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Extreme Adjectives in English


What are Extreme Adjectives?

Extreme Adjectives in English

“Cold” is a regular adjective, and “freezing” is an extreme adjective.

Adjectives are words that describe the qualities of something. Some adjectives in English are gradable - that means you can have different degrees or levels of that quality. For example, the weather can be a little cold, rather cold, very cold, or extremely cold.

Extreme adjectives or non-gradable adjectives are words that mean “extremely + adjective” – for example, “freezing” means “extremely cold.” The weather can’t be “a little bit freezing” or “very freezing” – because the word “freezing” itself automatically means “extremely cold.”

Regular & Extreme Adjectives List

Regular Adjective Extreme Adjective
angry furious
bad awful, terrible, horrible
big huge, gigantic, giant
clean spotless
cold freezing
crowded packed
dirty filthy
funny hilarious
good wonderful, fantastic, excellent
hot boiling
hungry starving
interesting fascinating
old ancient
pretty gorgeous
scary terrifying
small tiny
surprising astounding
tired exhausted
ugly hideous

Special Rules for Extreme Adjectives

1) No comparatives/superlatives.

With regular adjectives, we can use comparatives and superlatives to compare two or more things:

  • My house is big.
  • My neighbor’s house is bigger than mine.
    (comparative)
  • My parents’ house is the biggest house on the street.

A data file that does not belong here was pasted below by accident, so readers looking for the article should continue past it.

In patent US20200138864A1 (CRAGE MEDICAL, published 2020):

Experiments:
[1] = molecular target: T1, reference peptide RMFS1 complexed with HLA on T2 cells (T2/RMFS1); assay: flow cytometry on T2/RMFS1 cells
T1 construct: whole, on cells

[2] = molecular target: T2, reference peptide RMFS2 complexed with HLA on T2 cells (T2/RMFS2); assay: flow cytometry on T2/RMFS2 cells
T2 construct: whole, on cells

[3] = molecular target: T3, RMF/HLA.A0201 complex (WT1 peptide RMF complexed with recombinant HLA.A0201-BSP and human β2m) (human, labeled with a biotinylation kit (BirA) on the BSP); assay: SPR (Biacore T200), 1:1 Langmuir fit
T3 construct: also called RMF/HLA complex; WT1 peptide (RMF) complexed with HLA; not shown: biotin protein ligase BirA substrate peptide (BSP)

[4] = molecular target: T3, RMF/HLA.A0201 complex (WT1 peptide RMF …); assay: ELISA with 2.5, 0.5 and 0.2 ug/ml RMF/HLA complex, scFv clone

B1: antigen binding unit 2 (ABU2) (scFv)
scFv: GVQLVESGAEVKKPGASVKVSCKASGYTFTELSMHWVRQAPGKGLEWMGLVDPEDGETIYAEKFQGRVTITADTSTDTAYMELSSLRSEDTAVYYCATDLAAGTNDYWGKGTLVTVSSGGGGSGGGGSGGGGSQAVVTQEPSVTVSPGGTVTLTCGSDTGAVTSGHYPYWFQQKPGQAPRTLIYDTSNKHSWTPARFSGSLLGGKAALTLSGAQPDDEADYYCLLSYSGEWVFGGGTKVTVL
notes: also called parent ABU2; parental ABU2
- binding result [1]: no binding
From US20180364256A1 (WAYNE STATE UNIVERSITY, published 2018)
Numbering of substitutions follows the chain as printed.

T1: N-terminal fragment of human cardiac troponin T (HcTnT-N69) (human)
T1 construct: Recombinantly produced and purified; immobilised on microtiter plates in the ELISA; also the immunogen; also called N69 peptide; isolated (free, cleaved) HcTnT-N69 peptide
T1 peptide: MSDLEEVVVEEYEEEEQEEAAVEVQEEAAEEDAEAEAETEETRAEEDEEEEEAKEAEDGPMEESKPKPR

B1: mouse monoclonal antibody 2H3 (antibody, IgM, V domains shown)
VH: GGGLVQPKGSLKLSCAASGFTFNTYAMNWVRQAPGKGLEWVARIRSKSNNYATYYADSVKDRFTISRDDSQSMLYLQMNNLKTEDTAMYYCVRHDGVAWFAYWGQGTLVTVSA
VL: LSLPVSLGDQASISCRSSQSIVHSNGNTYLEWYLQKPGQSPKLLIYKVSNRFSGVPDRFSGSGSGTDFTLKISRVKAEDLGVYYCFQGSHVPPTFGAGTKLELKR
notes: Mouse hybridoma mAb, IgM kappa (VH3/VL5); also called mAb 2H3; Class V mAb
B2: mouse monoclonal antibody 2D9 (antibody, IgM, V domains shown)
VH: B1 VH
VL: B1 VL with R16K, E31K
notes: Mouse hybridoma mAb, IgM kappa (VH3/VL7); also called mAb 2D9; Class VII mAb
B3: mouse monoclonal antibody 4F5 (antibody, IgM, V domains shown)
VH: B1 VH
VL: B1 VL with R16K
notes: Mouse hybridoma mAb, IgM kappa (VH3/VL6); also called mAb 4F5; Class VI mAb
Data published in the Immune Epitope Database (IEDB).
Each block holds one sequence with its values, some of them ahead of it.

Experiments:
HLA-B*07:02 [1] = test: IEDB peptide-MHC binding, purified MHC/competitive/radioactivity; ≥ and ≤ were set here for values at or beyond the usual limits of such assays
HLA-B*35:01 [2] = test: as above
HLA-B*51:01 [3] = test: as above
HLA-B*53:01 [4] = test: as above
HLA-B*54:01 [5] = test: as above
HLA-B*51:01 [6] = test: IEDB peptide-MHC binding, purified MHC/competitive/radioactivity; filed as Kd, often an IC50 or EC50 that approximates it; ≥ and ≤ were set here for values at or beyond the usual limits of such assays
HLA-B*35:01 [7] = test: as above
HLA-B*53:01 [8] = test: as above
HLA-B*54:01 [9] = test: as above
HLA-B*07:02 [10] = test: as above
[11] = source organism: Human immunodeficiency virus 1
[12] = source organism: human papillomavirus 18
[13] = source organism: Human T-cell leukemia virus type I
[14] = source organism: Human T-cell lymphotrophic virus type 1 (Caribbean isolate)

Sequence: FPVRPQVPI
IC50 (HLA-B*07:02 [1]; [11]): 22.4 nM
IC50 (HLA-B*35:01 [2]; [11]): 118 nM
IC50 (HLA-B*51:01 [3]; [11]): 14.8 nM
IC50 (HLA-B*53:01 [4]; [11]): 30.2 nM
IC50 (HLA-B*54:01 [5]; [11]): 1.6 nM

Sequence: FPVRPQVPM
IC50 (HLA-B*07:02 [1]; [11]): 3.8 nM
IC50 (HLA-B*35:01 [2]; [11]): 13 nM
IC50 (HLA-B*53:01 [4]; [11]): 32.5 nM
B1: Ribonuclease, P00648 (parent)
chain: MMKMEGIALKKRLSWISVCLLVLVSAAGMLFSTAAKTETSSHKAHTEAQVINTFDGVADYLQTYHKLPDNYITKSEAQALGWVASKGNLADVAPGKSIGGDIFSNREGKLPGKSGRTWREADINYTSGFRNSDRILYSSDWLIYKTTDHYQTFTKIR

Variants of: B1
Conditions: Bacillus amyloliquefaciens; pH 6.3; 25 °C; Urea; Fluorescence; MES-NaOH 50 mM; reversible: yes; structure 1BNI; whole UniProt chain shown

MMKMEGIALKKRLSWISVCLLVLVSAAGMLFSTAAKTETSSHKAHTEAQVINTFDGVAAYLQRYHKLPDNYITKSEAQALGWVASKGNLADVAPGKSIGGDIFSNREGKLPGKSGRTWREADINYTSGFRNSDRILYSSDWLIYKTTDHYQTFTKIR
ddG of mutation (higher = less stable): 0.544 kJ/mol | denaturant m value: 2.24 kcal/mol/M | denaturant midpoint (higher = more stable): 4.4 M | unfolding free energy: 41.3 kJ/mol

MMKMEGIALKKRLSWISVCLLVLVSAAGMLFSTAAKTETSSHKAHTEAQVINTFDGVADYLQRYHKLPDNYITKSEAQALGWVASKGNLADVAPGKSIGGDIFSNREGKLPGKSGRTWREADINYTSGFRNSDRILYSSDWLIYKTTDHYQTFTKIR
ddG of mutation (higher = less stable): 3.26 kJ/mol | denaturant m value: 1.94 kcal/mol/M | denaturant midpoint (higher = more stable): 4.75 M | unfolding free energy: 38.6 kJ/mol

(superlative)

With extreme adjectives, we don’t use comparatives and superlatives:

  • My parents’ house is enormous.
  • My parents’ house is more enormous / the most enormous.

2) Use different adverbs with extreme adjectives.

With regular adjectives, we can use these adverbs:

  • a little, a bit, slightly, fairly, rather
  • very, extremely, immensely, intensely, hugely

Examples:

  • I’m rather hungry. / I’m very hungry.
  • This room is a bit dirty. / This room is extremely dirty.
  • We’re a little tired. / We’re immensely tired.

With extreme adjectives, we CANNOT use these adverbs:

  • I’m rather starving. / I’m extremely starving.

However, there are other adverbs we can use to give additional emphasis to the extreme adjective:

  • absolutely
  • completely
  • utterly

Examples:

  • I’m absolutely furious.
  • We’re completely exhausted.
  • The movie was utterly terrifying.

The words pretty and really can be used with both regular and extreme adjectives:

  • This room is pretty dirty. (regular)
  • This room is pretty filthy. (extreme)
  • The party is really crowded. (regular)
  • The party is really packed. (extreme)

Absolute Adjectives

Another type of extreme adjective is called an “absolute” adjective. 

These are words that are either “yes or no.” For example, dead – you can’t be “a little bit dead” or “very dead” – either YES, you are dead, or NO, you’re not dead.

Here’s a list of absolute adjectives and their opposites (this list is not complete; it only shows some examples):

Absolute Adjective Opposite
complete incomplete
equal unequal
essential non-essential; extraneous
dead alive
fatal not fatal
first last / final
full empty
ideal not ideal
impossible possible
infinite finite
married single / divorced / separated / widowed
perfect imperfect
pregnant not pregnant
unique not unique
universal not universal
unknown known
true false

Note:

You might hear expressions like these in spoken English:

“That’s very true.”
“It’s the very first time…”
“This shirt is more unique than that one.”

These sentences are not technically correct, because we shouldn’t use the words “very” or “more” with absolute adjectives – but native speakers don’t always follow the rules!

Now you can take the quizzes to test your knowledge of extreme adjectives:

Quiz: Extreme Adjectives in English

Choose the correct extreme adjective to complete each sentence.
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Quiz: Adverbs with Extreme Adjectives

Decide whether the adverb-adjective combination is correct or incorrect.
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